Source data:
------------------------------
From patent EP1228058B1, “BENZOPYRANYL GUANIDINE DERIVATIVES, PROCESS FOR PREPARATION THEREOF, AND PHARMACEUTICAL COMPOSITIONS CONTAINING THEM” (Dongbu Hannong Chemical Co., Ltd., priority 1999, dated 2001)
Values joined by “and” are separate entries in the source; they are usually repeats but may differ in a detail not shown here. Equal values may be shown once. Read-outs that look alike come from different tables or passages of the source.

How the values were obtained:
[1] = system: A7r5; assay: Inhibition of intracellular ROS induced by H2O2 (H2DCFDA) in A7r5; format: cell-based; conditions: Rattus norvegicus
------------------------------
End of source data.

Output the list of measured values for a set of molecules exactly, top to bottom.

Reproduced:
From patent EP1228058B1, “BENZOPYRANYL GUANIDINE DERIVATIVES, PROCESS FOR PREPARATION THEREOF, AND PHARMACEUTICAL COMPOSITIONS CONTAINING THEM” (Dongbu Hannong Chemical Co., Ltd., priority 1999, dated 2001)
Values joined by “and” are separate entries in the source; they are usually repeats but may differ in a detail not shown here. Equal values may be shown once. Read-outs that look alike come from different tables or passages of the source.

How the values were obtained:
[1] = system: A7r5; assay: Inhibition of intracellular ROS induced by H2O2 (H2DCFDA) in A7r5; format: cell-based; conditions: Rattus norvegicus